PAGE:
Targeting Language Delays
IEP Goals and Activities for Students with Developmental Challenges
Targeting Language Delays serves as a handy tool for adults who work with children with special needs.
Written by a speech-language pathologist whose experience includes working with special-needs children, Targeting Language Delays: IEP Goals & Activities for Students with Developmental Challenges offers a workbook-style approach to developing language skills. This isn’t a book for a general audience, but what author Caroline Lee has created is a useful resource for parents and teachers, filled with exercises and worksheets that target specific language goals that can be modified to particular needs.
Each exercise in the book is aimed at one specific language goal, from following directions to the classification and categorization of words to developing auditory memory. In each case, Lee explains which students are the appropriate audience for the exercise, based on specific language challenges. She also creates detailed instructions for how to emphasize a language concept, including the use of visual and context clues to reinforce that concept. The book begins with more basic language goals, such as understanding concepts like “no” or “same and different,” with the activities and targets growing in complexity.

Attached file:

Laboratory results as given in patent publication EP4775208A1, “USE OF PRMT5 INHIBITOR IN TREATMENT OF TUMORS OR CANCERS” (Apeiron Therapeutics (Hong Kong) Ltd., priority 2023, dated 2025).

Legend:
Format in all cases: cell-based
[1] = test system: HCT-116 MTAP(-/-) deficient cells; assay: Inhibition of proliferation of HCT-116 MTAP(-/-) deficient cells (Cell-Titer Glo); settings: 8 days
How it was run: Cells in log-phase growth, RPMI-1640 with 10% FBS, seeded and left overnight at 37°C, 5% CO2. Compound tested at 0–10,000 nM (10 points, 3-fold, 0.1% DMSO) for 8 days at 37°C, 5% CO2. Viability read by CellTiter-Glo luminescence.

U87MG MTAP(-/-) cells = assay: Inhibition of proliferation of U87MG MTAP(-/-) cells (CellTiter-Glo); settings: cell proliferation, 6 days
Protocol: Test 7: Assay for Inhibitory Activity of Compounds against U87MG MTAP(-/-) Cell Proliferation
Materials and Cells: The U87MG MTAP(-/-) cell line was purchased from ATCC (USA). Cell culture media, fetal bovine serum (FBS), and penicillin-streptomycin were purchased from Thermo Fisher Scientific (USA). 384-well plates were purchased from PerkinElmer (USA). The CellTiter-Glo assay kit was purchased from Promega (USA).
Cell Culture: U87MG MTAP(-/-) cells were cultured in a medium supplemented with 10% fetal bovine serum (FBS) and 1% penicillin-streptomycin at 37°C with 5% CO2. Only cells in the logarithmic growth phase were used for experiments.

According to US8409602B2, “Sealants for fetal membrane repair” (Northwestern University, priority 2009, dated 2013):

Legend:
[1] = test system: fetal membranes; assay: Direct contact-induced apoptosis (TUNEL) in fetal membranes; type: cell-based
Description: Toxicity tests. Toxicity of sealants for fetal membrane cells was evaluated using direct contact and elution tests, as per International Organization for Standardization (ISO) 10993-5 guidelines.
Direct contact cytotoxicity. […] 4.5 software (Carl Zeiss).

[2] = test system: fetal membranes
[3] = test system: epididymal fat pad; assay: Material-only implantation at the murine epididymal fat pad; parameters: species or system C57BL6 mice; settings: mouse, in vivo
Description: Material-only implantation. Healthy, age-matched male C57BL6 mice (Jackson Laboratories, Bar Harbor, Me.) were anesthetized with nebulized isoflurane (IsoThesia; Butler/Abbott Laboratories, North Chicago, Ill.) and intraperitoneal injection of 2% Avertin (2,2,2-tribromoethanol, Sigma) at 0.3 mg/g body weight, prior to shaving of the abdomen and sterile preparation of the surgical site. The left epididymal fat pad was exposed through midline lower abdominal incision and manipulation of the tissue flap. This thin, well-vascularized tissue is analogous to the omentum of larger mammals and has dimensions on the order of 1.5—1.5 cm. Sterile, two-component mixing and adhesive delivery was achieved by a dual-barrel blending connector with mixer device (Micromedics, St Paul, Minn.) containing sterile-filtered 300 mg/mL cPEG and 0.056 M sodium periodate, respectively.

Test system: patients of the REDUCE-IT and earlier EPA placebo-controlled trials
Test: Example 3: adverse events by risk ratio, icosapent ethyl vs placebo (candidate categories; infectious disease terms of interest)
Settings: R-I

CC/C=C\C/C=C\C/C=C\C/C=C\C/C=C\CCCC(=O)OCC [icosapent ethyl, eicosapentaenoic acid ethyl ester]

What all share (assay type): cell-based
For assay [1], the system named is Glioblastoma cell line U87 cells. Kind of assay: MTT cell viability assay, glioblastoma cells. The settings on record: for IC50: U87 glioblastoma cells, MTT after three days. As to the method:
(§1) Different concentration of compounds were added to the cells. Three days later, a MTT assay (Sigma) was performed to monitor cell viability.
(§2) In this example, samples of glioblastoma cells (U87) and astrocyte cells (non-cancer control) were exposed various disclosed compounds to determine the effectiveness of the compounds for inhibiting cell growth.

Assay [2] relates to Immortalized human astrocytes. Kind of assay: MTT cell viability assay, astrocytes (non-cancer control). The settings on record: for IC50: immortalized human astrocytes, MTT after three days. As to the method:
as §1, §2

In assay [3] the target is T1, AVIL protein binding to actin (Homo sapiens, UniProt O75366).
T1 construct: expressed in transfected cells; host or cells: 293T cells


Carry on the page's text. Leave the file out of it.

For example, verb tenses are a common problem for anyone learning language, and Teaching Language Delays includes strategies using both repetition and student expression to teach them. In the case of teaching the present progressive tense, Lee suggests encouraging the child to listen for “is” and “will,” then modeling sentences using multiple tenses for the same action, while gradually increasing the level of difficulty. Lee then suggests using pictures with different stages of an action, and asking questions (such as “what is the cat doing?” and “what will that cat do?”) that get the child to apply what they’ve heard modeled. In addition to practice during the lesson itself, this guide encourages reinforcement of the same concepts when watching a television show or observing other people’s actions in day-to-day life.
Lee regularly includes ways to tailor a specific exercise to both readers and nonreaders, and she includes examples of tracking worksheets educators or parents can use to chart which words or concepts a child has mastered or is still struggling with learning. The lessons build on one another, as well, so learners who have come to understand basic concepts can apply them to more complicated situations, like learning sentence structure and demonstrating auditory memory.
Targeting Language Delays serves as a handy tool for adults who work with children with special needs. The book’s range of exercises and levels of targeting should help those in need of extra assistance when developing children’s language skills.
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